Florentine Opera's 'Carmen' is a musical seduction

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Photo: audreybabcock.com Florentine Opera opens its season with “Carmen.” -Photo: audreybabcock.com

Get ready to be seduced, Milwaukee. “Carmen” is back in town.

Georges Bizet’s 1875 opera about the sultry gypsy and her lovers, the soldier Don Jose and the toreador Escamillo, opens the 2012-13 season of Milwaukee’s Florentine Opera with two performances Oct. 26 and Oct. 28. Last performed at the Florentine in 2002, “Carmen” is one of the world’s most popular operas for several reasons, according to William Florescu, the Florentine’s artistic director.

“The music is earthy and rhythmically driven, and the characters are flawed, but sensual and sexy,” Florescu says. “It is an easy opera for people to like who might be put off by the zaftig, more stationary heroes of, say, a Wagner opera.”

The frequency with which the Florentine repeats its performances of the famous “opera-comique” has less to do with its popularity and more to do with the availability of top-notch talent to fill the demanding roles. Audrey Babcock returns to the Florentine as the alluring Carmen, a role that seems to have become central to the mezzo-soprano’s extensive operatic repertoire. 

Outside of her operatic career, Babcock tours with flamenco guitarist Dan Nadel under the stage name Aviva, performing “Beyond Carmen and Hot Songs for Cold Nights,” a set of songs performed in Ladino, an ancient Spanish dialect formerly spoken by Spain’s Jews. The pair recently released their first album, “Songs for Carmen,” a tribute to the role that’s believed to be based on legends of a Jewish temptress who lured men to their demise.

Internationally known tenor Noah Stewart makes his Florentine debut as the beleaguered Don Jose, lured by Carmen away from his betrothed Micaela (soprano Rena Harms), only to lose her to the haughty Escamillo (baritone Keith Phares). Stewart, whose debut album “Noah” has taken the U.K. by storm, is philosophical about the role.

“I interpret Don Jose as a former bad boy who tried to reform, but Carmen unleashes the wild side in him,” says Stewart, a classically trained Harlem native and graduate of The Julliard School. He also has sung backup for Coolio, Hootie and the Blowfish and Mariah Carey. “I think that (his wild) nature could have been suppressed if he would have married Micaela, but Carmen’s lawless life seemed more attractive.”

The relative immorality and lawlessness of the characters and the story’s depiction of 19th-century proletarian life broke new ground for French opera when it was first performed in March 1875. The opera opened to critical reviews and an indifferent public reaction. It began gaining traction through performances outside of France and did not reappear on the Paris stage until 1883.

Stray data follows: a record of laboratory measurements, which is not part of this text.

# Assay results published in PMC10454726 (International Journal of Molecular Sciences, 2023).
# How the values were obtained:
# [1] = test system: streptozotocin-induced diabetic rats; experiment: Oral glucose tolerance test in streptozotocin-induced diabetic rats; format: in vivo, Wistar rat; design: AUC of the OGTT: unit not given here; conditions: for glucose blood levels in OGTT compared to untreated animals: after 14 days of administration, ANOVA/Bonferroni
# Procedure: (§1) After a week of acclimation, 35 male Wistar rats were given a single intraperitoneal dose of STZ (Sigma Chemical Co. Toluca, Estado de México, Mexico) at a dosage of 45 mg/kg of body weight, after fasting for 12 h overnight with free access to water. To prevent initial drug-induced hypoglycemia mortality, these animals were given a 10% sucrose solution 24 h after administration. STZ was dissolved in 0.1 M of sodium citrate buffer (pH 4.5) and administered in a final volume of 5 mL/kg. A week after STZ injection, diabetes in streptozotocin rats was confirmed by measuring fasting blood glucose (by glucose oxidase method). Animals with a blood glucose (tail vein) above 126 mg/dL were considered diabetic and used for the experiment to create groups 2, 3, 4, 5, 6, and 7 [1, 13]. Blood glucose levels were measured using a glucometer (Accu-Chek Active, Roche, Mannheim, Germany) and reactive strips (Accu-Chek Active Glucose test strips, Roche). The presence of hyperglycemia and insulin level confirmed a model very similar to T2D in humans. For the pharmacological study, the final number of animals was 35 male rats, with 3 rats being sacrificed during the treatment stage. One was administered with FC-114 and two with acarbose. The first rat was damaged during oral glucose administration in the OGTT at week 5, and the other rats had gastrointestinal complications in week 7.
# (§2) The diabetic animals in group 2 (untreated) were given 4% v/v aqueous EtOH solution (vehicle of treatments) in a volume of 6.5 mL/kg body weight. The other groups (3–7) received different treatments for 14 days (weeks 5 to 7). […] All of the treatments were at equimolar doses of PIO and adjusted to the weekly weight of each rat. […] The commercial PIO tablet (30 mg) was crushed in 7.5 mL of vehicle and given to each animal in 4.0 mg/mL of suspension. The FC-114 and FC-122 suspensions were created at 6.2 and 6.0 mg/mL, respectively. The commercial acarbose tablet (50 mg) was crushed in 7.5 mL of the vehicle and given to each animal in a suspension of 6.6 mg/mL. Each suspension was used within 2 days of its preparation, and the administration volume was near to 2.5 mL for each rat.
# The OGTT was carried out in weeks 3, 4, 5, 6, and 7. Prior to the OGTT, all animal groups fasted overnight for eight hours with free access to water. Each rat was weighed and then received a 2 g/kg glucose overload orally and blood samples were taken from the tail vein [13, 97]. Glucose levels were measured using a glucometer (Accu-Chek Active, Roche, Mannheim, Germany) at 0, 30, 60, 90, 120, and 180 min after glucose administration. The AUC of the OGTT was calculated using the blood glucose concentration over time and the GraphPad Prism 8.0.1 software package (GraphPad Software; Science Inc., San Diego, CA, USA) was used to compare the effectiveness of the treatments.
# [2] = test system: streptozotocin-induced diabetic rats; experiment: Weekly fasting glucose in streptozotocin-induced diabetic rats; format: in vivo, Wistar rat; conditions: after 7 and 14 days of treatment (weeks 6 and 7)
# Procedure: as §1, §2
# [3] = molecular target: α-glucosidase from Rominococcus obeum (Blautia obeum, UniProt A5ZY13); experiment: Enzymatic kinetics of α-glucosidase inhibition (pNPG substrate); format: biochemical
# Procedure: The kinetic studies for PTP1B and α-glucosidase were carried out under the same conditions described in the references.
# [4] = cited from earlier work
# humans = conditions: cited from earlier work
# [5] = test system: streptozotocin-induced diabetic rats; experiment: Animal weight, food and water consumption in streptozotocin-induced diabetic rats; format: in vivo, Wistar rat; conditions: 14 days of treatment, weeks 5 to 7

Led by the famous “Toreador’s Song,” one of the best-known operatic arias, the music of “Carmen” has since been acclaimed for its melody, harmony and the atmosphere it creates for the tragic story it tells. It was the last opera for Bizet, who died of a heart attack on June 3, 1875, barely two months after the work’s inaugural performance. The composer never lived to see or benefit from the opera’s fame.

Since that time, “Carmen” has won its place as one of the central works of the operatic canon. Its appeal stems from its place as a “bridge” between the traditional opera-comique, which mixes songs with dialogue, and the realism and grittiness of later operas of the 19th century. “Carmen” also speaks to Bizet’s taste for unusual characters and settings.

“Carmen” and other such works also play a central role in the ongoing revival of classical opera as a popular art form, according to Stewart. Of course, other pop-culture factors come into play as well.

“I would attribute (the) revival in opera to the various competition shows such as ‘X Factor’ and ‘America’s Got Talent’ that present classical singers,” he says. Stewart also credits live transmissions of special performances of operas to movie theaters throughout the United States and on public television with “helping make opera a people’s art form again.”

For information on the Florentine Opera’s production of Bizet’s “Carmen,” visit www.florentineopera.org.

The Florentine Opera season at a glance

Bizet’s “Carmen” – Oct. 26, Oct. 28

“That’s Amore: A Concert of Love Songs” – Feb. 8-10

Britten’s “Albert Herring” – March 8, 10, 12, 13, 15, 17

Mozart’s “The Marriage of Figaro” – May 10, May 12